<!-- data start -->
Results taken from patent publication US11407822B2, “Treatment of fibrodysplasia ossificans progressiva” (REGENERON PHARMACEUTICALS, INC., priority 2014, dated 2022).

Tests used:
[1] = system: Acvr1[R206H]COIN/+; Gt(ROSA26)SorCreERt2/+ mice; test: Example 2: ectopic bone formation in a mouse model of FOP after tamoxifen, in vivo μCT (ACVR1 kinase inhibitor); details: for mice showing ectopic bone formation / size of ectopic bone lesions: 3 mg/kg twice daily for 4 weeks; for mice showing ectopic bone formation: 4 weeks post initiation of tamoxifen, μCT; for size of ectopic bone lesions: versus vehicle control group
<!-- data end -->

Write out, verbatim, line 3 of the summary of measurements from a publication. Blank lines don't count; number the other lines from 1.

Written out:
[1] = system: Acvr1[R206H]COIN/+; Gt(ROSA26)SorCreERt2/+ mice; test: Example 2: ectopic bone formation in a mouse model of FOP after tamoxifen, in vivo μCT (ACVR1 kinase inhibitor); details: for mice showing ectopic bone formation / size of ectopic bone lesions: 3 mg/kg twice daily for 4 weeks; for mice showing ectopic bone formation: 4 weeks post initiation of tamoxifen, μCT; for size of ectopic bone lesions: versus vehicle control group